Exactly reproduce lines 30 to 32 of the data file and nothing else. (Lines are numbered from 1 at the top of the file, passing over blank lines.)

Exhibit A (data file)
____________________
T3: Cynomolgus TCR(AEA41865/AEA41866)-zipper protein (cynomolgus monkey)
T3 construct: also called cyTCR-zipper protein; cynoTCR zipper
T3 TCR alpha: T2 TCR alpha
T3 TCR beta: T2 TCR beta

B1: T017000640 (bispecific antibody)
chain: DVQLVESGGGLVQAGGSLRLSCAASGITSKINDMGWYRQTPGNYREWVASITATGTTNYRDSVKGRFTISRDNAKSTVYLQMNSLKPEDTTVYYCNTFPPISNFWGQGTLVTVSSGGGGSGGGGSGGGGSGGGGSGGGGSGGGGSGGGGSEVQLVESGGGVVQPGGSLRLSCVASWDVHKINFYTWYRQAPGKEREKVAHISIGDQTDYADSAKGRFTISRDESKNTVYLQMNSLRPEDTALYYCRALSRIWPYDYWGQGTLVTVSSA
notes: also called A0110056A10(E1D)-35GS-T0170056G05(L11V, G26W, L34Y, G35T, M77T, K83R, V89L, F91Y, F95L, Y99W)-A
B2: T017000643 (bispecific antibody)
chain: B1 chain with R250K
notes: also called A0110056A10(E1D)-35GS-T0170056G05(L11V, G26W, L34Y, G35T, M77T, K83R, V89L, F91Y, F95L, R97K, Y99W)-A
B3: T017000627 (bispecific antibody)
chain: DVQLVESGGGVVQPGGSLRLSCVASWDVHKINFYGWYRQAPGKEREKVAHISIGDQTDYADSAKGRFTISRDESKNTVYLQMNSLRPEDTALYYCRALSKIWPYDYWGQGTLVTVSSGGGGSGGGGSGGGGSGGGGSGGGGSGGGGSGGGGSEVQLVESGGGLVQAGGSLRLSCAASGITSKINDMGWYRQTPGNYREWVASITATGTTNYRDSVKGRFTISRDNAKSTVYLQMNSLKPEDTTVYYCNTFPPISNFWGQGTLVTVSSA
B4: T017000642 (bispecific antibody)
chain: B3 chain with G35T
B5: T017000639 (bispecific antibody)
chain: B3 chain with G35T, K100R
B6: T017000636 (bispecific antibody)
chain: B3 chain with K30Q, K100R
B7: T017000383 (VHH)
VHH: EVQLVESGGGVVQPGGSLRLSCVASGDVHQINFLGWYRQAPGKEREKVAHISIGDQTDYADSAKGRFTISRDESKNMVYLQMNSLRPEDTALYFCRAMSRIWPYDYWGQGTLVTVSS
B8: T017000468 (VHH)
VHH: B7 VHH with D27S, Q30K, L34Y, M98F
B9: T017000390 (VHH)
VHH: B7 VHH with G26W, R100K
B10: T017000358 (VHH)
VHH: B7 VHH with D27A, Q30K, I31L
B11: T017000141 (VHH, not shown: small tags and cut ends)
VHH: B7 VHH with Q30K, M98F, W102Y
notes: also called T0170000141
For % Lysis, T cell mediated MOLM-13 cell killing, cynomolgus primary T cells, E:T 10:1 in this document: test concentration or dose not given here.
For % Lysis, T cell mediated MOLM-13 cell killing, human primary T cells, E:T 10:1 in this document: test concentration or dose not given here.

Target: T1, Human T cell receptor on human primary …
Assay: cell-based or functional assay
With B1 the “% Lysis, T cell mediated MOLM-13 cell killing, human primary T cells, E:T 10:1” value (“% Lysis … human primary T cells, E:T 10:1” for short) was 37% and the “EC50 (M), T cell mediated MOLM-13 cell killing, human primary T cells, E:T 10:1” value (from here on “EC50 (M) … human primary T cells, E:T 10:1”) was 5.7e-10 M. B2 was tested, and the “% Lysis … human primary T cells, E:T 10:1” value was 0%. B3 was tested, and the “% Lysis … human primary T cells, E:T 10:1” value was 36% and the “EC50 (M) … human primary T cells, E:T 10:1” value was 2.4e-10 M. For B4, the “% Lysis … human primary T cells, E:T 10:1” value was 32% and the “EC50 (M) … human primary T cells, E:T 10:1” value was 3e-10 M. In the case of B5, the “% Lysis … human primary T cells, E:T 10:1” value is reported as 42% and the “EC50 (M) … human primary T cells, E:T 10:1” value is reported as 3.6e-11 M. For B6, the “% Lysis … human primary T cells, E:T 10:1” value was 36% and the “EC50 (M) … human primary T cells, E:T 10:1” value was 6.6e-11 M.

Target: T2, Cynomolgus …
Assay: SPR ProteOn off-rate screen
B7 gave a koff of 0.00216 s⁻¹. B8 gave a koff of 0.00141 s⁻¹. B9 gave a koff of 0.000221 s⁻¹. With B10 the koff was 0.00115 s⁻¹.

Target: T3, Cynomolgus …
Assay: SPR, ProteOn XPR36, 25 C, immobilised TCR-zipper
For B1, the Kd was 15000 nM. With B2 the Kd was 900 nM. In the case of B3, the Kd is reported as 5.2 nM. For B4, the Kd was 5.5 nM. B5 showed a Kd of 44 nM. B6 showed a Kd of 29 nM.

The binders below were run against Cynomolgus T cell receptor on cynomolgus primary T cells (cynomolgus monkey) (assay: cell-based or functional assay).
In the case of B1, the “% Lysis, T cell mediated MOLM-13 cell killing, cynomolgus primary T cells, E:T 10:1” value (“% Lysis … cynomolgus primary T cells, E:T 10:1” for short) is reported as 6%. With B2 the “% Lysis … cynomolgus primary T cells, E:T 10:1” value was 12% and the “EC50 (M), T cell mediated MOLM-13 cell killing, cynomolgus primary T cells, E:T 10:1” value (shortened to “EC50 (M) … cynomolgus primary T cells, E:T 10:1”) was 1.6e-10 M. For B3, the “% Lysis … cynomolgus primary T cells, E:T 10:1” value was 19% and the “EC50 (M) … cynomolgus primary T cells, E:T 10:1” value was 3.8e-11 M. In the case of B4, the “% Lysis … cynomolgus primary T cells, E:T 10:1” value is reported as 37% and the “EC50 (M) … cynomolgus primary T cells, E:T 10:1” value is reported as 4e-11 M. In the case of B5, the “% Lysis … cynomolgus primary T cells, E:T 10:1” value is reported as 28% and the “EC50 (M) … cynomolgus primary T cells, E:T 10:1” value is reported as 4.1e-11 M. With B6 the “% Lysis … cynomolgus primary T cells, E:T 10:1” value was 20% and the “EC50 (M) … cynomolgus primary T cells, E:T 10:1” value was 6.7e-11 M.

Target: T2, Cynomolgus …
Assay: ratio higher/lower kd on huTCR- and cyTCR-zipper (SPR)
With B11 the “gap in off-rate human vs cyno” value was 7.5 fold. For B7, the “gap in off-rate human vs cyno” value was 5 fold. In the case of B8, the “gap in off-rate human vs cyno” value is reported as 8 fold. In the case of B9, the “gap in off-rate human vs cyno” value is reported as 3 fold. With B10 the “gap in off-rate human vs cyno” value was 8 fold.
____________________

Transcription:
For % Lysis, T cell mediated MOLM-13 cell killing, cynomolgus primary T cells, E:T 10:1 in this document: test concentration or dose not given here.
For % Lysis, T cell mediated MOLM-13 cell killing, human primary T cells, E:T 10:1 in this document: test concentration or dose not given here.

Target: T1, Human T cell receptor on human primary …